Updated: 4 days ago
How do we put the brakes on chronic stress and re-set our parasympathetic nervous system?
Back in the days when we were being chased through forests by wild animals our 'fight-or-flight' mechanism, which kicks in at the flick of a switch with any stressful situation, whether perceived or real, was undoubtedly life-saving.
Unfortunately, our brain cannot distinguish between real and perceived threats and the constant switching on of our 'fight-or-flight' mechanism, which produces an instant cascade of stress hormones, can be physiologically damaging over time. Studies have shown that chronic stress, with the resultant release of adrenaline and cortisol, causes high blood pressure, artery-clogging, obesity, depression and much more.
Here are some ways in which we can support ourselves naturally and help up-regulate the parasympathetic nervous system, our best friend in combating long-term chronic stress.
The 4-7-8 breath. Breathe in to the count of four, hold to the count of seven and exhale to the count of 8. Initially, until you get used to it, practicing just four rounds and building up eventually to eight. If practiced during the day as a relaxation technique try to adopt a good posture with a straight spine. Otherwise, in bed at night lying on the back it will help to induce sleep.
Alternate nostril breathing. Practice seated with a straight spine. Block off the right with your thumb and inhale through the left nostril. At the top of the breath, block off the left nostril with one of your other fingers,hold briefly and then release the thumb and exhale through the right nostril. Inhale now through the right nostril, at the top of the inhale, block off the right nostril and exhale through the left nostril. You have now completed one full round. Build up slowly to a total of ten rounds. Alternate nostril breathing helps decrease stress levels as well as improving lung function and upper respiratory health.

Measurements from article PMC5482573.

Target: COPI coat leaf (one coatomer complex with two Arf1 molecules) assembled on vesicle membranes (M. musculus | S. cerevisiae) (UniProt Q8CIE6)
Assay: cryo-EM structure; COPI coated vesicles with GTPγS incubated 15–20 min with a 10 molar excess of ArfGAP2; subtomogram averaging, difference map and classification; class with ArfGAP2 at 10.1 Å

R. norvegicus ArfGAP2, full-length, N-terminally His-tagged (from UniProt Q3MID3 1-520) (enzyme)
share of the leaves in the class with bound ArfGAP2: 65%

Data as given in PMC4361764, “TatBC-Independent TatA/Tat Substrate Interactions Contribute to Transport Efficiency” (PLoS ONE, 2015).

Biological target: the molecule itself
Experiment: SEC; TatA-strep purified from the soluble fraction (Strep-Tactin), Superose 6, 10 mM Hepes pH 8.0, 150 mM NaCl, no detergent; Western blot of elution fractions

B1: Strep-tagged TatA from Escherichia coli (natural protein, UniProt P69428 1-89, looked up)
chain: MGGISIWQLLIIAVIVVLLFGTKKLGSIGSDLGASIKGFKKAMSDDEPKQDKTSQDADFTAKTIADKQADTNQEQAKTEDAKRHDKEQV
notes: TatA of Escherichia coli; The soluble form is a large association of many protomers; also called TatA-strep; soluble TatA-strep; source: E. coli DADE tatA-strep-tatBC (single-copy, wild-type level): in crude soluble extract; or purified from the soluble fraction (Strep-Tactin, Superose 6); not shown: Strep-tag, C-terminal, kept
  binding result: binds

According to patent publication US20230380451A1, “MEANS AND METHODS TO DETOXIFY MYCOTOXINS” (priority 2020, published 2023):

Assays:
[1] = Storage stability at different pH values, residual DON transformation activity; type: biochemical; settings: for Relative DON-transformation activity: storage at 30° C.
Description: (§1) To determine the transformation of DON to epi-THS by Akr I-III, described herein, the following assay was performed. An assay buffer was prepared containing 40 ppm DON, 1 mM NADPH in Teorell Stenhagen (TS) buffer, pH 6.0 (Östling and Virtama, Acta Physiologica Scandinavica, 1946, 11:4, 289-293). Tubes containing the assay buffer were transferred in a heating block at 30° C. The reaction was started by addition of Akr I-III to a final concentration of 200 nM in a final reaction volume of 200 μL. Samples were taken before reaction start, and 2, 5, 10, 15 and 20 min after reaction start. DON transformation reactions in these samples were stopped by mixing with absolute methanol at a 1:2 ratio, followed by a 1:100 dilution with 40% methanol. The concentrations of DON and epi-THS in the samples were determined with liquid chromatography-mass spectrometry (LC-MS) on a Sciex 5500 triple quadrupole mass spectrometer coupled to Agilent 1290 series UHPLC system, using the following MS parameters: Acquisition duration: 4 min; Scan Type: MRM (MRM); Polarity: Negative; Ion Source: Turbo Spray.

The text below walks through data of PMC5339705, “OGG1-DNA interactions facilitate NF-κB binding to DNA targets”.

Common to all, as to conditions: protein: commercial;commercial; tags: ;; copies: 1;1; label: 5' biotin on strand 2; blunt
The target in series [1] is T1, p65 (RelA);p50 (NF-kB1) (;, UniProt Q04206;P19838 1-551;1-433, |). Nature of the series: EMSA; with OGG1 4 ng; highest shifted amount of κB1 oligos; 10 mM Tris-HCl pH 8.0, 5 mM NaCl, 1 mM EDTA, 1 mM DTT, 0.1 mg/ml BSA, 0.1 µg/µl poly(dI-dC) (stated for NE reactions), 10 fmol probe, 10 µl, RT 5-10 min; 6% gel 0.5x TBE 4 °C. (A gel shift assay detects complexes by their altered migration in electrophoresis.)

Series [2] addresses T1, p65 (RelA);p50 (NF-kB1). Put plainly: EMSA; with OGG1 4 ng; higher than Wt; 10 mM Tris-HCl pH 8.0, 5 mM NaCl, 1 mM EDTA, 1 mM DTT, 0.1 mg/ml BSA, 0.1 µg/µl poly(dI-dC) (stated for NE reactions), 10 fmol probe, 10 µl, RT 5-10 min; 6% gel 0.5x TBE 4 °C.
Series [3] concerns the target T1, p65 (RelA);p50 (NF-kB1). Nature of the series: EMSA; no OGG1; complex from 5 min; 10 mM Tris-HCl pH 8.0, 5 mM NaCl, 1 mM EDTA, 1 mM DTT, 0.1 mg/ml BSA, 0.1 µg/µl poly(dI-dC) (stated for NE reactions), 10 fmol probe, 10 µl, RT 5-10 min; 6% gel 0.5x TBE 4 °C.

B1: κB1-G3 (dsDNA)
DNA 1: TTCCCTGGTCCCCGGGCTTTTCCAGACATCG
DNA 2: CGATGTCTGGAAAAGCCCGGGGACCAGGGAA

Most yoga practices will be beneficial for the nervous system. Yin Yoga, however is particularly beneficial as the postures are held for longer working deep into the fascia of the body where there are more nerve endings than anywhere else in the body. As poses are held for a longer period of time in a Yin practice, everything in the body begins to slow down. Surrendering into the pose is a common theme in Yin, giving up the need to control. Practicing in this way can help develop more resilience to stress in daily life. Within the holding of a Yin pose we are brought into a mini meditative state, allowing mind and body to merge as one.
1. Lemon balm (Melissa officinalis).
Studies have shown that lemon balm can help with mild to moderate anxiety and sleep disturbance. Can be used in supplemental form or daily as a calming tea. It is also excellent for digestive health and is a good antioxidant.
2. Vitamin B6
Required for the synthesis of GABA, serotonin and dopamine and is often found in high levels in the brain. Food sources high in vitamin B6 include - wholegrains, eggs, poultry and fish. If taking in supplement form, it's best taken as part of a B-Complex. Always consult a nutritional therapist prior to self-supplementing.
Deficiency of this mineral has been associated with anxiety. It also plays an important part in the synthesis of dietary B6. So if zinc is low, B6 levels are also likely to be low and as a result this could result in low levels of GABA, serotonin and dopamine. Foods high in zinc include - shellfish, legumes, nuts, seeds and eggs. So if these foods are low in your diet, you may want to consider supplementing.
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The above is for information only and not a substitute for medical advice or the advice and recommendation of your nutritional therapist or other relevant healthcare provider.